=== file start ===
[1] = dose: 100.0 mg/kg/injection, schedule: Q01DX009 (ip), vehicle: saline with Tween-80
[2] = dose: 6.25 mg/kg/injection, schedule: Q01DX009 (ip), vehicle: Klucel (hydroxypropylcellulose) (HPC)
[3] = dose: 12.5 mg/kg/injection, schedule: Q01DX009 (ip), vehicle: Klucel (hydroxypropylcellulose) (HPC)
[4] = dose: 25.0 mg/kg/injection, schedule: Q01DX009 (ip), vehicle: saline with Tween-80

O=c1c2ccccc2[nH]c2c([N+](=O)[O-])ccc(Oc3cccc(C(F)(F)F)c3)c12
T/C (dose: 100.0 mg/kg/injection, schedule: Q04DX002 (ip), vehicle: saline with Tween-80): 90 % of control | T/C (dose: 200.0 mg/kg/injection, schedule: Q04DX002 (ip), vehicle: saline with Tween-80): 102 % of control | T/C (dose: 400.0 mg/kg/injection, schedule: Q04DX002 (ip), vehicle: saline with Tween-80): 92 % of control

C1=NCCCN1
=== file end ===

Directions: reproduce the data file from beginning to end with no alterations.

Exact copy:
[1] = dose: 100.0 mg/kg/injection, schedule: Q01DX009 (ip), vehicle: saline with Tween-80
[2] = dose: 6.25 mg/kg/injection, schedule: Q01DX009 (ip), vehicle: Klucel (hydroxypropylcellulose) (HPC)
[3] = dose: 12.5 mg/kg/injection, schedule: Q01DX009 (ip), vehicle: Klucel (hydroxypropylcellulose) (HPC)
[4] = dose: 25.0 mg/kg/injection, schedule: Q01DX009 (ip), vehicle: saline with Tween-80

O=c1c2ccccc2[nH]c2c([N+](=O)[O-])ccc(Oc3cccc(C(F)(F)F)c3)c12
T/C (dose: 100.0 mg/kg/injection, schedule: Q04DX002 (ip), vehicle: saline with Tween-80): 90 % of control | T/C (dose: 200.0 mg/kg/injection, schedule: Q04DX002 (ip), vehicle: saline with Tween-80): 102 % of control | T/C (dose: 400.0 mg/kg/injection, schedule: Q04DX002 (ip), vehicle: saline with Tween-80): 92 % of control

C1=NCCCN1